Get over it: a perspective on the tenacity of gifted and 2e children

If our children could simply get over whatever it is they are currently trying to hurdle, our job as parents and educators of gifted children would certainly be much simpler and I gather it would be quite a bit calmer.  The tenacity our kids attach to everything they do and everything they are longing for is an endearing trait which makes us smile, Facebook™ little quips, and enjoy every moment just a little more; and yet, it is this very stick-to-itiveness which drives us crazy and keeps us from being on time for anything.   From favorite pieces of clothing which you have to wash with the child wearing them to a special stuffed animal, from a new game or sport to not wanting to go to school, the intensity with which our children can focus on a chosen item or behavior seems to create a fight or flight response inside of them and as a parent we have a choice to fight back or run with it.

When to run along:

The positives which come along with a strong connection to things and a tenacious spirit which never takes no as an answer fuel the most adventurous and original conceptions and creations of our time.  At the moment it might look a lot like a child who wants to wear the same shirt over and over, but tomorrow it will most likely take the form of something different.  In my experience, it’s the form it takes next which may cause the child a great deal of angst or an equal measure of happiness.  How do parents and educators determine which way the pendulum is swinging so that we can ensure a positive outcome?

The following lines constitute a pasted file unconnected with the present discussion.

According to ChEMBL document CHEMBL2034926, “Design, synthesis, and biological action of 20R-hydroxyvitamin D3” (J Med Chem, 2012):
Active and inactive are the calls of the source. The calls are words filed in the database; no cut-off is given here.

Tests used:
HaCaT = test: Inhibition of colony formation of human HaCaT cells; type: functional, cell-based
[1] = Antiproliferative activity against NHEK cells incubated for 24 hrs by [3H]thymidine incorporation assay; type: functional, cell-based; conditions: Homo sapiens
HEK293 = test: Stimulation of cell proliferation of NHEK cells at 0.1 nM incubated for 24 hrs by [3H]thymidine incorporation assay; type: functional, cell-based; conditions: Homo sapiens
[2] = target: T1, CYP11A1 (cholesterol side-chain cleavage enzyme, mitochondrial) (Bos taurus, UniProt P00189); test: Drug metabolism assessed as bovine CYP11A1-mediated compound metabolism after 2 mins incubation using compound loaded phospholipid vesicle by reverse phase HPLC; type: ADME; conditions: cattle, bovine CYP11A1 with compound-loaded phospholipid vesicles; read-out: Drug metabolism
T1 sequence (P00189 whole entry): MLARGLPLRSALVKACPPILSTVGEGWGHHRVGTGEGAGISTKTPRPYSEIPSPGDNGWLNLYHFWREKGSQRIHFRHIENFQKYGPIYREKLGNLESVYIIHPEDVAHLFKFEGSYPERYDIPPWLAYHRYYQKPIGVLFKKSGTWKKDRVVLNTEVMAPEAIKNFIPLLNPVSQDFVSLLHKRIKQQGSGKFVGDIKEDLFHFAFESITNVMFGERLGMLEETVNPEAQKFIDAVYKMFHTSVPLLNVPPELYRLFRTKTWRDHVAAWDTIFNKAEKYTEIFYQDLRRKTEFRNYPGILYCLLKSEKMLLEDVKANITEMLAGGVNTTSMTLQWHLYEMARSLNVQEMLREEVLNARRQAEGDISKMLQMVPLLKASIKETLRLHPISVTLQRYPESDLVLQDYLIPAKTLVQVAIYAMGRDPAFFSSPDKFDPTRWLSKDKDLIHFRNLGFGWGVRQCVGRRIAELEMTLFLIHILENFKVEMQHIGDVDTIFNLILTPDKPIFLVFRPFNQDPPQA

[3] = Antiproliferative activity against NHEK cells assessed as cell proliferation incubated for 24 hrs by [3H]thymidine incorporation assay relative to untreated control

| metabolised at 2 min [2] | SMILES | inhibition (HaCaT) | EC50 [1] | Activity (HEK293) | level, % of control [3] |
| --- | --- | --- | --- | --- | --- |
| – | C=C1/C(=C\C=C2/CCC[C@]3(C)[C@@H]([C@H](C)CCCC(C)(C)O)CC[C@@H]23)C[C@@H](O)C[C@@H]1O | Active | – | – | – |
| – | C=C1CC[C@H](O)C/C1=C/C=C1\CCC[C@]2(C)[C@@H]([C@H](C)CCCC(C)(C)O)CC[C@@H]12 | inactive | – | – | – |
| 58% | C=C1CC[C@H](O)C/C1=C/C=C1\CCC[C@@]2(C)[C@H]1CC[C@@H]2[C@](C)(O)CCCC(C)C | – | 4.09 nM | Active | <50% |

It is my experience that the pendulum, by definition, will eventually swing back to the other extreme so it may be best to follow the line to the fixed point from which it hangs to determine the most appropriate action.  For scenario one, you follow it up to the top and find it is affixed to a good place so it’s best to let it swing and complete its course.  An example of a good connection can be found within the shirt example above.   I have shirts which fit just right and make me feel wonderful, and if I were six years old perhaps I’d want to feel that way every single day (and I’d probably want to sleep in it, too!)  Maybe something wonderful happened in that shirt and your child made his first friend or answers came easy that day; whatever it is, remember that it’s just a shirt to you, but to the child, it’s a platform, a motivator, a battle won, and a comfort.  Fighting with your child about something which makes them feel wonderful sends an unintentional message of apathy and aggravation towards his deepest desires.

Is it frustrating at 6:30 a.m. when you need to get to work?  Yes.  Is it necessary to fight?  No.  This is a good time to run alongside your child.  Let her dance amongst the flowers in the same sun dress she’s worn in every photo since summer vacation began and remember: her passion and happiness for life stems from that same dress-love and will ultimately fall on something else with the same resolve.

When to fight:

For scenario two, you follow the pendulum cord up to the top in the same way as before but you find it is attached to a negative place.  Your child expresses feelings of being fat, lonely, ugly, or alone.  Letting your child continue to wear that shirt sends a message that you agree with that sentiment or that there is no way to resolve his feelings.  The shirt represents the bad as much as it represented the good.   Now the shirt he won’t change may represent his feeling of not belonging, it might help him feel less conspicuous, and might very well stem from a clinical depression.  It’s time to fight.